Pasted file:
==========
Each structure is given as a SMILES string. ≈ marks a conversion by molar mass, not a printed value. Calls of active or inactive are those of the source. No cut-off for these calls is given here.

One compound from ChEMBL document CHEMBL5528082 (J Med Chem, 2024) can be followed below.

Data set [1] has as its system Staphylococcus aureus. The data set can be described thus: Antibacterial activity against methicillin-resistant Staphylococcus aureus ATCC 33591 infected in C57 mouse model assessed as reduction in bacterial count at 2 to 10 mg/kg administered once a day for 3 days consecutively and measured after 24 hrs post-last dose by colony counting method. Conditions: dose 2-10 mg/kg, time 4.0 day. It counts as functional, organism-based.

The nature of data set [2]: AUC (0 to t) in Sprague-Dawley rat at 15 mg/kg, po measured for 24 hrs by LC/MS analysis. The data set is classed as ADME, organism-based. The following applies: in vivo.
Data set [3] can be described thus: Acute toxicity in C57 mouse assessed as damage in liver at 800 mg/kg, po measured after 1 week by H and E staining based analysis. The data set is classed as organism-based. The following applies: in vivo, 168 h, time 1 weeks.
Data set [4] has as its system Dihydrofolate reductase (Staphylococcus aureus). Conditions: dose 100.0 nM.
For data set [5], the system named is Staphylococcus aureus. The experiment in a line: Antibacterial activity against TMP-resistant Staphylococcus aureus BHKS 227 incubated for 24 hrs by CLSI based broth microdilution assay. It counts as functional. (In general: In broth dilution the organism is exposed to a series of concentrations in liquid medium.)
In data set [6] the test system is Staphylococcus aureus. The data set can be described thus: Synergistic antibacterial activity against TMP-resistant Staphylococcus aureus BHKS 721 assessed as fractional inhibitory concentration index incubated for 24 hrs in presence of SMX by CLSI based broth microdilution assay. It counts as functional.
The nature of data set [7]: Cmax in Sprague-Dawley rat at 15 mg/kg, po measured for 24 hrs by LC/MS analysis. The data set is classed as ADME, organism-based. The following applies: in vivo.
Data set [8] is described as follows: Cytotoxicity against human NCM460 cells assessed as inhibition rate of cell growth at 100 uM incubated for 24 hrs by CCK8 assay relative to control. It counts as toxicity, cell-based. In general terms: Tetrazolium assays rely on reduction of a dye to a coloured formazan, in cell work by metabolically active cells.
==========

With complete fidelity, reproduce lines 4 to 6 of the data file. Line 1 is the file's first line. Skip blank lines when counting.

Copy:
The nature of data set [2]: AUC (0 to t) in Sprague-Dawley rat at 15 mg/kg, po measured for 24 hrs by LC/MS analysis. The data set is classed as ADME, organism-based. The following applies: in vivo.
Data set [3] can be described thus: Acute toxicity in C57 mouse assessed as damage in liver at 800 mg/kg, po measured after 1 week by H and E staining based analysis. The data set is classed as organism-based. The following applies: in vivo, 168 h, time 1 weeks.
Data set [4] has as its system Dihydrofolate reductase (Staphylococcus aureus). Conditions: dose 100.0 nM.